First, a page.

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Hilo, Hawai’i
Building the Spoken Language Repository
Myoung-Ja Hwa, Justin Kalaniali‘i Stoleson, and Larry Kimura (left to right) are part of a group of scholars digitizing Kimura’s 1970s radio show Ka Leo Hawai’i for online listening. Image courtesy of Kaniʻāina. Photograph by Clara Hagan.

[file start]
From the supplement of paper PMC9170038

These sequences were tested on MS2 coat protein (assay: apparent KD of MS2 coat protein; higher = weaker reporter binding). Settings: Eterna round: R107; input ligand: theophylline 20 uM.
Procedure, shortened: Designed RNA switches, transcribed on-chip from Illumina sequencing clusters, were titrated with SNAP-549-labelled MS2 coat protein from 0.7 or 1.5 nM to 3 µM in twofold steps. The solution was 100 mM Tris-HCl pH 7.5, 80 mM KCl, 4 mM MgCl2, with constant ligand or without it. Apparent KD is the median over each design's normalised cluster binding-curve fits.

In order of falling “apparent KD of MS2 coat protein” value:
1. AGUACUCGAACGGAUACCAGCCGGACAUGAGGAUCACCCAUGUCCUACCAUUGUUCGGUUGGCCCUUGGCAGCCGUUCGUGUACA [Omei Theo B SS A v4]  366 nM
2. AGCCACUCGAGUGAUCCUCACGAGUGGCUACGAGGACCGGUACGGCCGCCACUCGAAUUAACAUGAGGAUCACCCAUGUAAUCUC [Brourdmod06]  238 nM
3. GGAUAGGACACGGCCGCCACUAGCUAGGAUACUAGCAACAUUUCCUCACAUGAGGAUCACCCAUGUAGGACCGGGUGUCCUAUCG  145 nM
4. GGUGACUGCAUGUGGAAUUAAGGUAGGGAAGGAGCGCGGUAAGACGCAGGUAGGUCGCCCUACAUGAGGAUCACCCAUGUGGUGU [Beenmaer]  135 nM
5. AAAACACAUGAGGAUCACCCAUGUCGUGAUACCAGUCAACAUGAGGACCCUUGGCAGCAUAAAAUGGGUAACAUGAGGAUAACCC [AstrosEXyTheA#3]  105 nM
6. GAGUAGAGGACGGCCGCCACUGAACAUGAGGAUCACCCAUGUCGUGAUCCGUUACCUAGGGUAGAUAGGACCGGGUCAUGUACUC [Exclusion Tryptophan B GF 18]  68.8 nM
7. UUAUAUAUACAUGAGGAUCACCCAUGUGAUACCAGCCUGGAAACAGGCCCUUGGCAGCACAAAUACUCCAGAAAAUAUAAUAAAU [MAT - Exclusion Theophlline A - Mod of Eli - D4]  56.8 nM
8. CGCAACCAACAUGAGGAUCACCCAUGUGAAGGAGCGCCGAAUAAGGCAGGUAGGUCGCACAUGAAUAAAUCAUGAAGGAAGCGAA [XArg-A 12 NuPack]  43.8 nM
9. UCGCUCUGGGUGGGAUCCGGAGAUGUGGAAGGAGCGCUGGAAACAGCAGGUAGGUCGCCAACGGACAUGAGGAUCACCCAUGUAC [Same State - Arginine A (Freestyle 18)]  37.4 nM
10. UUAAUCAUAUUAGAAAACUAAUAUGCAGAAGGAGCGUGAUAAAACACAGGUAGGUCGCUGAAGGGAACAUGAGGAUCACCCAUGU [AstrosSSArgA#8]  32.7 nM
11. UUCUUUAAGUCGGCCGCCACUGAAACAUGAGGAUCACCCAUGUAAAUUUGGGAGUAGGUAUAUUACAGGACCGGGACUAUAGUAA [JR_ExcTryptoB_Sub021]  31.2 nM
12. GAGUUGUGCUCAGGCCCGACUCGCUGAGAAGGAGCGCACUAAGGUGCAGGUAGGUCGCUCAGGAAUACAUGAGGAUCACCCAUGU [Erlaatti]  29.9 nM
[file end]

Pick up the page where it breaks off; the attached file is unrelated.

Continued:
From 1972–1988 Native Hawaiian language activist and University of Hawai’i at Hilo professor Larry Kimura broadcast Ka Leo Hawaiʻi. This radio show, which quickly moved from a bi-weekly, 30-minute format to a weekly one-hour engagement, interviewed Native Hawaiian elders in the Hawaiian language. At a time when the Hawaiian language was in danger of dying out altogether, the show was seen as a significant validation of the language and the Hawaiian way of life. Forty years later, these audio recordings are an invaluable resource. With funding from the National Endowment for the Humanities’ and the National Science Foundation’s Documenting Endangered Languages program, Keiki Kawaiʻaeʻa and partners at the University of Hawaiʻi Hilo and the University of Hawaiʻi Mānoa have created Kaniʻāina, or Voices of the Land—an online bilingual digital repository for these recordings, ensuring they are preserved and accessible now and in the future.

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